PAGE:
Housed in an elegant 19th-century townhouse, this 30-room boutique hotel was created by an advertising executive to provide an antidote to identikit design and a sense of good humour befitting to Berlin. They have a number of house rules, including no photography, ringing a doorbell to access and no large groups in order to foster an atmosphere of anything-goes discretion. The rooms are quite stark, brass-knobbed beds offset by block-coloured walls, with complimentary Moleskin and Molton Brown goodies in the bathroom. They serve breakfasts at their all-day deli and have the high-end Brooklyn Beef Club steak restaurant in the basement, with a rare whisky bar and wines from Napa Valley.
Hostels and B&Bs in Berlin
More than just a hotel, Propeller Island City Lodge is a work of art. Artist-owner Lars Stroschen has created 32 incredible rooms, each themed, and decorated like jaw-dropping theatre sets. The Flying Room, for example, has tilted walls and floors, and a large bed seemingly suspended in air. The Therapy Room, all in white with soft, furry walls, has adjustable coloured lights to change with your mood. While each room has six channels of piped in music, they also have more functional mod cons such as room service and phones. Reservations can be made via the website, where you can view each room and choose your favourite three.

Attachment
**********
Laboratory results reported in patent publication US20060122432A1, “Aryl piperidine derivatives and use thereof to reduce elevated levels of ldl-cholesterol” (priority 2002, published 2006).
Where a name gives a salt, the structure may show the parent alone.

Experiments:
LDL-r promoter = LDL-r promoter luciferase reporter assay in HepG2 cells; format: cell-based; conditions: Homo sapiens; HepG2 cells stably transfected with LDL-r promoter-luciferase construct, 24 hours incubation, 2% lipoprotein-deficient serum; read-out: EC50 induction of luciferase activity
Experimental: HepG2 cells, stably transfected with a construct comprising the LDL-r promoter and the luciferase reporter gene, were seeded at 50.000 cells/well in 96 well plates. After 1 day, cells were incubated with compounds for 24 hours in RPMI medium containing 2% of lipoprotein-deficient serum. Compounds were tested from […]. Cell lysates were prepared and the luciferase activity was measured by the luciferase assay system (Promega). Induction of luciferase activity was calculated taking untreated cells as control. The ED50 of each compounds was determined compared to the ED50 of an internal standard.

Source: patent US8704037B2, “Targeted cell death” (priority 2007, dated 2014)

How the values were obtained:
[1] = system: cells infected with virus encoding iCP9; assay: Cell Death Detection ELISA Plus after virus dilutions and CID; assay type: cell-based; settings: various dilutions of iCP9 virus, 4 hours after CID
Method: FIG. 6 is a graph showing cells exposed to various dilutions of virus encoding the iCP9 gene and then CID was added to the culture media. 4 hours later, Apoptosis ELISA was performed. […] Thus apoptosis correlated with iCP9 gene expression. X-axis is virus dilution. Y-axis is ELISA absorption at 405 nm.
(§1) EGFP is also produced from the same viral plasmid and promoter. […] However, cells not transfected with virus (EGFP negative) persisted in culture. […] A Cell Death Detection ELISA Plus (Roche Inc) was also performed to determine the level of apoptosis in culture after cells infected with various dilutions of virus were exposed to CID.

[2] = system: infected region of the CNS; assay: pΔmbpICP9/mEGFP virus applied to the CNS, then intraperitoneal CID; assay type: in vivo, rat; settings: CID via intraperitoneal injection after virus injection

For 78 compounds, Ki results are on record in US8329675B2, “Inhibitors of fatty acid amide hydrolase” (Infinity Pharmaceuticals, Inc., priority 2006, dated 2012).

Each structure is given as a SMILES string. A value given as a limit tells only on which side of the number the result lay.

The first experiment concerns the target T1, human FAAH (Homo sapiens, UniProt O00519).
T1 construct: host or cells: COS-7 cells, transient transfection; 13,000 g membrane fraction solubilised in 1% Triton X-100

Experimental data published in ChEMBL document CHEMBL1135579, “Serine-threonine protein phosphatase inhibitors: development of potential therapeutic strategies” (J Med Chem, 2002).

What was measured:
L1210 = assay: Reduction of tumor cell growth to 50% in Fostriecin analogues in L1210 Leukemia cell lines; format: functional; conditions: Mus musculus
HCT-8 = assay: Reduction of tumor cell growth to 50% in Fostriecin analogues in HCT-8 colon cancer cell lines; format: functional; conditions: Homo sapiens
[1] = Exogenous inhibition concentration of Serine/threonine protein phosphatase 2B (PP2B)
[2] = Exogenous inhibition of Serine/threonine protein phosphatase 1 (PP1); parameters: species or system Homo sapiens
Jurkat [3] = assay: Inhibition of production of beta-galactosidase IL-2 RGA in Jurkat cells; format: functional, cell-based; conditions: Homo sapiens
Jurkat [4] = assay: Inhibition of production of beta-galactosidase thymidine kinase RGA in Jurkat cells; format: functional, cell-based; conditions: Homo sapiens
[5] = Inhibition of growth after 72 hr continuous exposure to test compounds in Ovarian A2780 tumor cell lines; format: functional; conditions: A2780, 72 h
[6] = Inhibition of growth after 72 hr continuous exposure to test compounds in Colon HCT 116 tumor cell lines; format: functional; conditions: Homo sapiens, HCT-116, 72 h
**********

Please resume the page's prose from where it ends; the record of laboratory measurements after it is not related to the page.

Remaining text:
Berlin is full of surprises, and what’s hidden in an old vacuum cleaner factory in a northern Neukölln is one of the most unexpected. The Hüttenpalast (literally, Cabin Palace) is a 150 square metre hall that was once the factory floor. Since summer 2011 it’s been home to three vintage caravans and three little cabins, each sleeping two people. Set out like a mini indoor campsite, there are separate male and female shower rooms and a tree in the middle. Each morning guests emerge from their boltholes to discover the tree has borne fruit – well, little bags containing croissants. There’s fresh coffee on hand and the streetfront café does an à la carte menu for those with particularly grumbling stomachs. Each caravan is different – Kleine Schwester (Little Sister) is decked out with white wood panelling and matching linen; the Herzensbrecher (Heartbreaker) has a domed metal ceiling; the Schwalbennest (Swallow’s nest) is big enough to squeeze in a table. The huts, each unique in design and decoration, are perhaps slightly better for anyone prone to claustrophobia but they also have regular rooms available in various sizes. Free WiFi.
Smack bang in the middle of a newly invigorated Schlesische Strasse, this former telephone factory – hence the name – with plenty of period charm, has 50 clean and comfortable no-frills rooms. No kitchen, no TV and no billiards. Just a bed and a locker. But with the café next door for breakfast, and plenty of restaurants, bars and galleries nearby, you don’t need much more. It also produces its own solar-powered heating and hot water, and the bed linen is free. Discounts for children.